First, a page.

For months now I’ve been wanting to say something about what’s happening in Syria, but words completely fail me. What could I possibly say about the suffering and the destruction? There were photos published on The Atlantic website last week that were completely devastating. Even if I hadn’t visited Syria before, I would have felt moved to tears, but the fact that I had been to Aleppo made those images even more heartbreaking. As I looked at those photos I wondered if I had walked those rubbled streets now strewn with bodies or visited the Armenian church which is now destroyed. I’m lucky that I visited Aleppo when I did because it will be years and years before tourists can go there again. Aside from the untold human cost of the horrific war, it’s almost unbelievable to see how easily an ancient city can be destroyed.
In thinking about what’s happening over there, I’ve published a short story called ‘Strangers in Syria‘ on an excellent storytelling website called Cowbird. I’ve written about an incident in Aleppo that’s one of my great moments in travel, because it completely changed the way I felt about being a tourist. The piece is based on a blog post I wrote at the time (June 2006), which I’m reproducing below. I’m also reproducing a response I received to it from a Syrian. The second last line of his comment is ‘There will be few changes on the way, we hope for the better.’ Tragically, that societal progress he hoped for is now further away than ever.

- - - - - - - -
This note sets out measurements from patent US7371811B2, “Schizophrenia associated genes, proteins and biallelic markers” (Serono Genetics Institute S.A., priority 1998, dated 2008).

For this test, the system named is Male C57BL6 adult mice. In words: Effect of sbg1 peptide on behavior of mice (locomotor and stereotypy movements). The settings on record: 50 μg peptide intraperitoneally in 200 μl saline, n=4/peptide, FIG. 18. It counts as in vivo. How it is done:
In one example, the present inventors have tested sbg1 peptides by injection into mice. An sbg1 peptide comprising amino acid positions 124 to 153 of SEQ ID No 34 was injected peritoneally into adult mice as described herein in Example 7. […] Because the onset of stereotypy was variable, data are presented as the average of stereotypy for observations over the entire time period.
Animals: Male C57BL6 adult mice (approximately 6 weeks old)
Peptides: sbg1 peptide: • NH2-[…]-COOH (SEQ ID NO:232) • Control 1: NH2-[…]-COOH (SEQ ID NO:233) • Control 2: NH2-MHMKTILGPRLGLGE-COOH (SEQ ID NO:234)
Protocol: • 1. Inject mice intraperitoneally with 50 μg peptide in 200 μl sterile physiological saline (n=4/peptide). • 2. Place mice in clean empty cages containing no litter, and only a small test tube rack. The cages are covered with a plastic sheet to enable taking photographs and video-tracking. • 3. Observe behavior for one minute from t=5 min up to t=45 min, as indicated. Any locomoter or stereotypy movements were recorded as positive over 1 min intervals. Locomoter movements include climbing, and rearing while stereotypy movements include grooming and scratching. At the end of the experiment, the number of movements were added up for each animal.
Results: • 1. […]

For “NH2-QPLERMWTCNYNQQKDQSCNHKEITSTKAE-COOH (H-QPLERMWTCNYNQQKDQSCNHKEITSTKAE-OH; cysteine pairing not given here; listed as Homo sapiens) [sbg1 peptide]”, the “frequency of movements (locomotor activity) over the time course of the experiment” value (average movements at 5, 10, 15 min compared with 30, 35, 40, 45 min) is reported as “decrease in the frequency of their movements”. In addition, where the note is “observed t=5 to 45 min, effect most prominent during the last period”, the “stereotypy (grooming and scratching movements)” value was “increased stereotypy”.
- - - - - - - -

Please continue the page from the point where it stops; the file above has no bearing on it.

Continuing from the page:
As it turned out, crossing over the border to Syria was totally painless, because we were lucky enough to have a Syrian businessman as a fellow passenger on board our bus. The process itself would have been so much worse if it wasn’t for him – he shepherded us from desk to desk at the border collecting signatures and stamps and changing money for us etc. So it wasn’t nearly as horrible as I feared it might be.
Aleppo was a challenging experience to say the least. For a start, it’s crowded, polluted, noisy and overwhelming. There were lots of ups and downs in the four days we were there, though on the whole it was a great learning experience and we were both amazed at the fact that we had unintentionally made it to the Middle East which is a world away from Turkey. For all the talk about a Muslim nation like Turkey joining the EU and how big a step forward it is, going to Syria made us realise that Turkey is much more European than it is Middle Eastern.